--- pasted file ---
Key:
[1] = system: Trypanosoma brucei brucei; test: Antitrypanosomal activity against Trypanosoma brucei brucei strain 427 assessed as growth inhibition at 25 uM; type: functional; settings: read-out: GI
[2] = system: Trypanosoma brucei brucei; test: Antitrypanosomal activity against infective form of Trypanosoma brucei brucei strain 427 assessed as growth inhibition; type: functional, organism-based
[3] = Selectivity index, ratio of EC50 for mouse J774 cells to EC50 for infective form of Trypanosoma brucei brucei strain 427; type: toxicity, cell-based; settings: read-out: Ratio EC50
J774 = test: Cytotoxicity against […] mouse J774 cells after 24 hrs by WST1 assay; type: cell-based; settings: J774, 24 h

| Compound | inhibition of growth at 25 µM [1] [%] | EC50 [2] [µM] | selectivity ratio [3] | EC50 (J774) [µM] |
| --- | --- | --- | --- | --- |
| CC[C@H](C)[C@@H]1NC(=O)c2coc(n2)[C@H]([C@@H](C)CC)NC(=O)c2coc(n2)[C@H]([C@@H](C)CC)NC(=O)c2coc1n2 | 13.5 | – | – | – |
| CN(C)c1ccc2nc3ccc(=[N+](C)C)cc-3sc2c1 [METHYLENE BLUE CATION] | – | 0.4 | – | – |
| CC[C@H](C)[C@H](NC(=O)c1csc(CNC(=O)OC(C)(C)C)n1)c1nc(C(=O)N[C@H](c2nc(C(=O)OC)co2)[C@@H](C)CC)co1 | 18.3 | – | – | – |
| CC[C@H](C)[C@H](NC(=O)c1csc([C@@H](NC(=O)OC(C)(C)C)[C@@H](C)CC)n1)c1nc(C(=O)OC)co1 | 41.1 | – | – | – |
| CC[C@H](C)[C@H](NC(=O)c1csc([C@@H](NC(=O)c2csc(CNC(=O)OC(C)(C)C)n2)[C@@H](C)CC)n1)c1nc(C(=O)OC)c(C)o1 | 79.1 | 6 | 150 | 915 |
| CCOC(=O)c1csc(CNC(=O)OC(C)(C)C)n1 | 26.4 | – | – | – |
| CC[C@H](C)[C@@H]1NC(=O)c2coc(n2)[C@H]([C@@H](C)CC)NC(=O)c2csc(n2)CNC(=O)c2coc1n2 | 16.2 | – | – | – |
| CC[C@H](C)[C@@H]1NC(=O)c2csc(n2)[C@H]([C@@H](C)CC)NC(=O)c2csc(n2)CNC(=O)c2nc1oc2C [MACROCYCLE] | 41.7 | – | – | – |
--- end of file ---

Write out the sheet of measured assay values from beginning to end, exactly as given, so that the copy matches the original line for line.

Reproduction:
Key:
[1] = system: Trypanosoma brucei brucei; test: Antitrypanosomal activity against Trypanosoma brucei brucei strain 427 assessed as growth inhibition at 25 uM; type: functional; settings: read-out: GI
[2] = system: Trypanosoma brucei brucei; test: Antitrypanosomal activity against infective form of Trypanosoma brucei brucei strain 427 assessed as growth inhibition; type: functional, organism-based
[3] = Selectivity index, ratio of EC50 for mouse J774 cells to EC50 for infective form of Trypanosoma brucei brucei strain 427; type: toxicity, cell-based; settings: read-out: Ratio EC50
J774 = test: Cytotoxicity against […] mouse J774 cells after 24 hrs by WST1 assay; type: cell-based; settings: J774, 24 h

| Compound | inhibition of growth at 25 µM [1] [%] | EC50 [2] [µM] | selectivity ratio [3] | EC50 (J774) [µM] |
| --- | --- | --- | --- | --- |
| CC[C@H](C)[C@@H]1NC(=O)c2coc(n2)[C@H]([C@@H](C)CC)NC(=O)c2coc(n2)[C@H]([C@@H](C)CC)NC(=O)c2coc1n2 | 13.5 | – | – | – |
| CN(C)c1ccc2nc3ccc(=[N+](C)C)cc-3sc2c1 [METHYLENE BLUE CATION] | – | 0.4 | – | – |
| CC[C@H](C)[C@H](NC(=O)c1csc(CNC(=O)OC(C)(C)C)n1)c1nc(C(=O)N[C@H](c2nc(C(=O)OC)co2)[C@@H](C)CC)co1 | 18.3 | – | – | – |
| CC[C@H](C)[C@H](NC(=O)c1csc([C@@H](NC(=O)OC(C)(C)C)[C@@H](C)CC)n1)c1nc(C(=O)OC)co1 | 41.1 | – | – | – |
| CC[C@H](C)[C@H](NC(=O)c1csc([C@@H](NC(=O)c2csc(CNC(=O)OC(C)(C)C)n2)[C@@H](C)CC)n1)c1nc(C(=O)OC)c(C)o1 | 79.1 | 6 | 150 | 915 |
| CCOC(=O)c1csc(CNC(=O)OC(C)(C)C)n1 | 26.4 | – | – | – |
| CC[C@H](C)[C@@H]1NC(=O)c2coc(n2)[C@H]([C@@H](C)CC)NC(=O)c2csc(n2)CNC(=O)c2coc1n2 | 16.2 | – | – | – |
| CC[C@H](C)[C@@H]1NC(=O)c2csc(n2)[C@H]([C@@H](C)CC)NC(=O)c2csc(n2)CNC(=O)c2nc1oc2C [MACROCYCLE] | 41.7 | – | – | – |